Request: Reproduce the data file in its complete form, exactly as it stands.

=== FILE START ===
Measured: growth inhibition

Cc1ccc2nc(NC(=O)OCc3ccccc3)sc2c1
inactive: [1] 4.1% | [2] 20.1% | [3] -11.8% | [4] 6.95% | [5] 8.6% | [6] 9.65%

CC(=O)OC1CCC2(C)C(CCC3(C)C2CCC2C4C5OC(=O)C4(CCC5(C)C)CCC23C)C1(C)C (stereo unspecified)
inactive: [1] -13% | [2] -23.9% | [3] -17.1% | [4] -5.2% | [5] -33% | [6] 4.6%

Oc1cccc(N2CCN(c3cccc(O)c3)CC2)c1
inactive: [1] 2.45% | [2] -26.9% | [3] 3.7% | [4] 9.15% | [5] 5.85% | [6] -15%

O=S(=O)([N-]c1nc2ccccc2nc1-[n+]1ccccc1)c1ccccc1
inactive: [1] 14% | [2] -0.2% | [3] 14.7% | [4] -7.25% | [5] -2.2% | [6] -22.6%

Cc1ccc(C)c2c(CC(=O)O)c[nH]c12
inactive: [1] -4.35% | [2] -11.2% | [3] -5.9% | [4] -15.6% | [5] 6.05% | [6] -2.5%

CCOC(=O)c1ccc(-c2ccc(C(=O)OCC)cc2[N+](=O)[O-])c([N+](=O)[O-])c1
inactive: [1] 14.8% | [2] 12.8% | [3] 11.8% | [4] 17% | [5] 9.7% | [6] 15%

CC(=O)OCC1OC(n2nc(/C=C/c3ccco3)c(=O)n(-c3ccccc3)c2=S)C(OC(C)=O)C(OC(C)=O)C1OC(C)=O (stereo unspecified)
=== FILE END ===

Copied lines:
Measured: growth inhibition

Cc1ccc2nc(NC(=O)OCc3ccccc3)sc2c1
inactive: [1] 4.1% | [2] 20.1% | [3] -11.8% | [4] 6.95% | [5] 8.6% | [6] 9.65%

CC(=O)OC1CCC2(C)C(CCC3(C)C2CCC2C4C5OC(=O)C4(CCC5(C)C)CCC23C)C1(C)C (stereo unspecified)
inactive: [1] -13% | [2] -23.9% | [3] -17.1% | [4] -5.2% | [5] -33% | [6] 4.6%

Oc1cccc(N2CCN(c3cccc(O)c3)CC2)c1
inactive: [1] 2.45% | [2] -26.9% | [3] 3.7% | [4] 9.15% | [5] 5.85% | [6] -15%

O=S(=O)([N-]c1nc2ccccc2nc1-[n+]1ccccc1)c1ccccc1
inactive: [1] 14% | [2] -0.2% | [3] 14.7% | [4] -7.25% | [5] -2.2% | [6] -22.6%

Cc1ccc(C)c2c(CC(=O)O)c[nH]c12
inactive: [1] -4.35% | [2] -11.2% | [3] -5.9% | [4] -15.6% | [5] 6.05% | [6] -2.5%

CCOC(=O)c1ccc(-c2ccc(C(=O)OCC)cc2[N+](=O)[O-])c([N+](=O)[O-])c1
inactive: [1] 14.8% | [2] 12.8% | [3] 11.8% | [4] 17% | [5] 9.7% | [6] 15%

CC(=O)OCC1OC(n2nc(/C=C/c3ccco3)c(=O)n(-c3ccccc3)c2=S)C(OC(C)=O)C(OC(C)=O)C1OC(C)=O (stereo unspecified)